My Name Is Asher Lev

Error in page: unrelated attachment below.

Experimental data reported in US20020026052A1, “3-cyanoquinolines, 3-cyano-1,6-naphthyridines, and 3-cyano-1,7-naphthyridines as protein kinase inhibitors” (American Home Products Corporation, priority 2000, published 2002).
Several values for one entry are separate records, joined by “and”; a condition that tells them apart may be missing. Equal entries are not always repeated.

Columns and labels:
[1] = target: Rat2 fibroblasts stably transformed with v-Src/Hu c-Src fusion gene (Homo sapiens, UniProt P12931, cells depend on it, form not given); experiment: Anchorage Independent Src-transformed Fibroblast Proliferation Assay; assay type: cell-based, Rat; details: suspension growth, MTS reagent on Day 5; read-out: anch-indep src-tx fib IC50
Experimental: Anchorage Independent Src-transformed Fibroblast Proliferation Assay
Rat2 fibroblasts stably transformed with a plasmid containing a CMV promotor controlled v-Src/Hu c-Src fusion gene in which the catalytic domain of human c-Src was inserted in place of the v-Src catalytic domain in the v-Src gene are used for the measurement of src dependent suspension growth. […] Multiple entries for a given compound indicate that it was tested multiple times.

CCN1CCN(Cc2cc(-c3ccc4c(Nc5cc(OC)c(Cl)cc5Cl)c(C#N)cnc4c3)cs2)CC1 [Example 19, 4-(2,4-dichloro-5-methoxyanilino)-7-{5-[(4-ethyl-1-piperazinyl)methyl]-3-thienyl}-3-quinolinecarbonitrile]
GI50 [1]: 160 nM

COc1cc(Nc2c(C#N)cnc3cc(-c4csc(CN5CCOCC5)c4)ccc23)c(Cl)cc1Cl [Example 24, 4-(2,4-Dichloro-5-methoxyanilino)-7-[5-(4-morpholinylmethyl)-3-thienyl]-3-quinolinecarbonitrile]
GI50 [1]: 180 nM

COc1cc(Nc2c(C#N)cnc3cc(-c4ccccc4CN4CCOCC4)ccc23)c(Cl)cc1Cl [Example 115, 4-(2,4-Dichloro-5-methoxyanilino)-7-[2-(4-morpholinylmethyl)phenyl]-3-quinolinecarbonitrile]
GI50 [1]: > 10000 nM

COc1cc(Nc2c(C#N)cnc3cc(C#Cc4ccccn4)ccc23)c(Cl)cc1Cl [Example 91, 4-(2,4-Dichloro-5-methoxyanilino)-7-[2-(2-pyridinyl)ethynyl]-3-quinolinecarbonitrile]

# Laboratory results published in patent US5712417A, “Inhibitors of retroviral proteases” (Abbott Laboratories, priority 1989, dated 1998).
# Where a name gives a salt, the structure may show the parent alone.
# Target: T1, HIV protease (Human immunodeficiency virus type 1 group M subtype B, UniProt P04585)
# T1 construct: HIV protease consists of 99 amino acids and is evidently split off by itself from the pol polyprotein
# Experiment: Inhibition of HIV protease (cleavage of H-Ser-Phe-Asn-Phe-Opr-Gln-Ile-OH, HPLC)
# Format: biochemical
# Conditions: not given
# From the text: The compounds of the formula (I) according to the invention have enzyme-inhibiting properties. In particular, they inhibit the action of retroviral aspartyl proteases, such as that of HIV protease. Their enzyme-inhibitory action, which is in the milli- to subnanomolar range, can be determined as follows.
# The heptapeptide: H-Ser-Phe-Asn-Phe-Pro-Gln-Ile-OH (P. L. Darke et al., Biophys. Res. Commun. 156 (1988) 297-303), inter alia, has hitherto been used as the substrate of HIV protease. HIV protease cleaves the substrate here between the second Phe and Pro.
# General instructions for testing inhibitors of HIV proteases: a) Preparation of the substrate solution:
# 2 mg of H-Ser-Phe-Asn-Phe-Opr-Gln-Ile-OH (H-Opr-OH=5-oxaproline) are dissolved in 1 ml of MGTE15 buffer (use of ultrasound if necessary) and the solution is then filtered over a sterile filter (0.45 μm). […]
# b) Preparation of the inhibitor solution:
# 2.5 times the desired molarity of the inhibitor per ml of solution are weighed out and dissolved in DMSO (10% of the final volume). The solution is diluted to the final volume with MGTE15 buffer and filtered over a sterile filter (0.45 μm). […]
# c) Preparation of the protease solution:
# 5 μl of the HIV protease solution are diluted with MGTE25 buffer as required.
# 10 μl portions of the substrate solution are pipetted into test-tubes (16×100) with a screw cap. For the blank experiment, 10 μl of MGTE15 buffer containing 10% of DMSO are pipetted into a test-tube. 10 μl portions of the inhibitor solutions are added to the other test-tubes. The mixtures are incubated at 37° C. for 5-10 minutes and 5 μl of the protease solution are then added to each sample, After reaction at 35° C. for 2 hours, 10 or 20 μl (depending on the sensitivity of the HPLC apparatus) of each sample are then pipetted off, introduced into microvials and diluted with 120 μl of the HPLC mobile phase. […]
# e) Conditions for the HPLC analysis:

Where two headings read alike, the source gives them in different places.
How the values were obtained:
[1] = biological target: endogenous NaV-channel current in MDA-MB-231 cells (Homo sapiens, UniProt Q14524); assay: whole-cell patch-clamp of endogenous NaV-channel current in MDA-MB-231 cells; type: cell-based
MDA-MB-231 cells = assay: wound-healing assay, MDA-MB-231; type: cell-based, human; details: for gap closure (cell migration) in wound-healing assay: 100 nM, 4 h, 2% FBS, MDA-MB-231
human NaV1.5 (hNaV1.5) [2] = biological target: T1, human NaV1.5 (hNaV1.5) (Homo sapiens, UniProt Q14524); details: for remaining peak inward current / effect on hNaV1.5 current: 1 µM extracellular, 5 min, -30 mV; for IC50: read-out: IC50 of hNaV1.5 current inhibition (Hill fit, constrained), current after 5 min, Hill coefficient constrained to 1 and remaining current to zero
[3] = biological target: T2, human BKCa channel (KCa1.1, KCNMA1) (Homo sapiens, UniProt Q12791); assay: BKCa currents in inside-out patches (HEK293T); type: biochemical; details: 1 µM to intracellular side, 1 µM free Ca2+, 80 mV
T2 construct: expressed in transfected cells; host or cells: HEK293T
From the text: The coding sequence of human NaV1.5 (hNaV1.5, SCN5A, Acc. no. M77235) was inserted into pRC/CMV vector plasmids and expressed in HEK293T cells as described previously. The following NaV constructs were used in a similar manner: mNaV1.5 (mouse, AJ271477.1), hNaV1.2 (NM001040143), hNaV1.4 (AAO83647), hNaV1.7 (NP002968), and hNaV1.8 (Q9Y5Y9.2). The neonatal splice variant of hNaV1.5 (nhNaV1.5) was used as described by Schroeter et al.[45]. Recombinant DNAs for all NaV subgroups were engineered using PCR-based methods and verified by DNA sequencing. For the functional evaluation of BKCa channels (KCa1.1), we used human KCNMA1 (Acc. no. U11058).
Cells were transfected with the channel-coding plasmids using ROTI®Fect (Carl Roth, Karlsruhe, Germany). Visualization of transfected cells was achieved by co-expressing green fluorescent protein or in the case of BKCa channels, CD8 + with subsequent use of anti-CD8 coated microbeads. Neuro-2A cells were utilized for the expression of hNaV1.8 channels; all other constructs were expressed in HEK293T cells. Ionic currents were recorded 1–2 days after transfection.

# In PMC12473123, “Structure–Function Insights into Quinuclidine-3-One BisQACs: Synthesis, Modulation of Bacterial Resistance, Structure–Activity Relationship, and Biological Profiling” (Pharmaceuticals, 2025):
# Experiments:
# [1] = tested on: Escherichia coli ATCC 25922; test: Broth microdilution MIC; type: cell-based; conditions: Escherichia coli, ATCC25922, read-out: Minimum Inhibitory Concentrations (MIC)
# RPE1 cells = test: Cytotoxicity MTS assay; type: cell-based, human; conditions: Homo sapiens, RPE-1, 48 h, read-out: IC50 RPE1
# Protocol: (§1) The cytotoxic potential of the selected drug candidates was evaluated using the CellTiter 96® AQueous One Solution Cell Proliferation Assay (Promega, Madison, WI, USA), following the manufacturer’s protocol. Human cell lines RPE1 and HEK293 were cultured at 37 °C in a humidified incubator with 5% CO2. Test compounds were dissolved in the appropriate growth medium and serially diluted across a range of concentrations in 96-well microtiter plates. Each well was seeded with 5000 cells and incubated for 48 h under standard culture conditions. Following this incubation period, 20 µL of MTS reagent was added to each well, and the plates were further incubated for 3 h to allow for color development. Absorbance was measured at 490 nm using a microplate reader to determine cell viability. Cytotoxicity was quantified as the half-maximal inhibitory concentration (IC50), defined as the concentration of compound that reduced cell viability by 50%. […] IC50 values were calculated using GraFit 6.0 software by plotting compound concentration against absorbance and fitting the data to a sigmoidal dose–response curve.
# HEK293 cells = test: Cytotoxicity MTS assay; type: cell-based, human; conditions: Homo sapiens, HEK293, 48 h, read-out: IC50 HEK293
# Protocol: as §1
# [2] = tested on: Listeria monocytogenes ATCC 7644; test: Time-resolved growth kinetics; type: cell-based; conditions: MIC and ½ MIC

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The Rebbe: Power and Influence The Rebbe was an authority figure who had great power and influence over the Hasidic Jewish community in the novel, My Name is Asher Lev, by Chaim Potok. He was a man full of wisdom and intelligence. Everyone respected the Rebbe, of course, and was looked upon as the leader of the Hasidic community. He was capable of giving opportunities as well as taking them away. He had a great understanding of people’s needs and the way to achieve them. Of course, he was updated about everything that happened; therefore, he usually succeeded in solving the people’s problems. I thought that the Rebbe had a great deal of interaction with the two major themes of the novel: the expectations of the Hasidic community versus “the gift”/Asher’s true identity and free-will versus destiny. “I have looked upon you as a son,” the Rebbe once told Asher Lev. (Potok 244) Asher was the son of Aryeh Lev, the emissary for the Rebbe. In the Lev family, it is expected to serve people from the Hasidic community by helping them move to America or building schools and yeshiva in different countries, run errands for and follow orders from the Rebbe, and etc. But Asher had a different desire of how he wanted to spend his life. The Rebbe knew what was happening to Aryeh’s family and he thought of the best way to help. Without his father’s consent, the Rebbe helped Asher to fulfill his dream of becoming an artist by getting Jacob Kahn, one of the greatest artists at that time, to teach him about art. Not a lot of people approved of Asher drawing and becoming an artist, including his father. They thought that Asher’s gift was from the “Other Side” and in no way did they encourage it. Most of them believed that their life should be dedicated to the Torah and the Jewish way of life. On the other hand, the Rebbe did not think like them: “I do not hold with those who

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